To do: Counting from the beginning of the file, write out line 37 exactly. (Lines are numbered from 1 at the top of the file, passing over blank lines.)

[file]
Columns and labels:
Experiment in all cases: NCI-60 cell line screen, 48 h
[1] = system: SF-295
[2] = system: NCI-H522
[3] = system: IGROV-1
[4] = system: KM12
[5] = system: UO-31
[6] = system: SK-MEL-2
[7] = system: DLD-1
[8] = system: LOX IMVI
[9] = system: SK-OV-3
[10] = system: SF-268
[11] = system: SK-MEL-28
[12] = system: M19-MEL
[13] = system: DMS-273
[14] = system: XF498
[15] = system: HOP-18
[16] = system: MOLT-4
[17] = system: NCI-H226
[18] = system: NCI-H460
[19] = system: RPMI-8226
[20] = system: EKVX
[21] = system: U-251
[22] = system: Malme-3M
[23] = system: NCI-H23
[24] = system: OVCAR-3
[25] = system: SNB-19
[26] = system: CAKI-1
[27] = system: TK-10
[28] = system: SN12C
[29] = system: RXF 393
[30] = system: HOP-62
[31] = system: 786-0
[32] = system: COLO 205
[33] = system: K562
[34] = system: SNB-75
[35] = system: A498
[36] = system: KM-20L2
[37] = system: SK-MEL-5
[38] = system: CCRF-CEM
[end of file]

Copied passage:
[35] = system: A498